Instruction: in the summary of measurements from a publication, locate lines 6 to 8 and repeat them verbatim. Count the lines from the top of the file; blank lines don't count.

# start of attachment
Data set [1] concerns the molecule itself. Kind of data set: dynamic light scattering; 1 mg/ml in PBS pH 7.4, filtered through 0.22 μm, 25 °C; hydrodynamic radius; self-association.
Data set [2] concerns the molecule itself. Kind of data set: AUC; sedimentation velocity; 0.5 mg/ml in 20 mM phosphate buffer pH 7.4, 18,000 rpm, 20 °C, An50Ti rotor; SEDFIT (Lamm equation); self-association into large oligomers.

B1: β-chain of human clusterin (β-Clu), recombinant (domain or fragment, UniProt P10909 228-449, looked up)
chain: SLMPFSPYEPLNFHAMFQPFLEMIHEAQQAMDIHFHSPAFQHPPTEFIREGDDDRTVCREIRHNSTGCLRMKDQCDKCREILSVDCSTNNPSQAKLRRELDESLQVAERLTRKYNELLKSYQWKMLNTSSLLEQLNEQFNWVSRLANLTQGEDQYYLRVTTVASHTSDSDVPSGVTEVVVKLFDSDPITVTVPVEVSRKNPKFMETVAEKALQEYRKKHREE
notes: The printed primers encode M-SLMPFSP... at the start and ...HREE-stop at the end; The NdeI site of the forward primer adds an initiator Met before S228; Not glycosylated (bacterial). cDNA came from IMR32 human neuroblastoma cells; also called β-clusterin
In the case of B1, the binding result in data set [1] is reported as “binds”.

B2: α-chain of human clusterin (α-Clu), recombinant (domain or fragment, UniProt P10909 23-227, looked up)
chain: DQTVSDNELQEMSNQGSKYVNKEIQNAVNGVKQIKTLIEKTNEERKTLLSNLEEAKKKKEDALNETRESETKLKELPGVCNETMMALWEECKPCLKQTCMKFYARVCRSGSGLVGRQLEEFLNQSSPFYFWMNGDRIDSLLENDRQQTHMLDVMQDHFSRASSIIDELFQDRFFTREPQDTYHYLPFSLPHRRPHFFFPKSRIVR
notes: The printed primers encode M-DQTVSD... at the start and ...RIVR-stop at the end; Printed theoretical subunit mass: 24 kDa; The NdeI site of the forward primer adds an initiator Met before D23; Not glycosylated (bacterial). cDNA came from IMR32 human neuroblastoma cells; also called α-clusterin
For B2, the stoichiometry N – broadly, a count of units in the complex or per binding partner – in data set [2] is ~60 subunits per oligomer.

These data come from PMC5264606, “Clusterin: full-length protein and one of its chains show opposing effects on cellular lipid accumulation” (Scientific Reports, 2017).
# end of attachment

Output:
In the case of B1, the binding result in data set [1] is reported as “binds”.

B2: α-chain of human clusterin (α-Clu), recombinant (domain or fragment, UniProt P10909 23-227, looked up)
chain: DQTVSDNELQEMSNQGSKYVNKEIQNAVNGVKQIKTLIEKTNEERKTLLSNLEEAKKKKEDALNETRESETKLKELPGVCNETMMALWEECKPCLKQTCMKFYARVCRSGSGLVGRQLEEFLNQSSPFYFWMNGDRIDSLLENDRQQTHMLDVMQDHFSRASSIIDELFQDRFFTREPQDTYHYLPFSLPHRRPHFFFPKSRIVR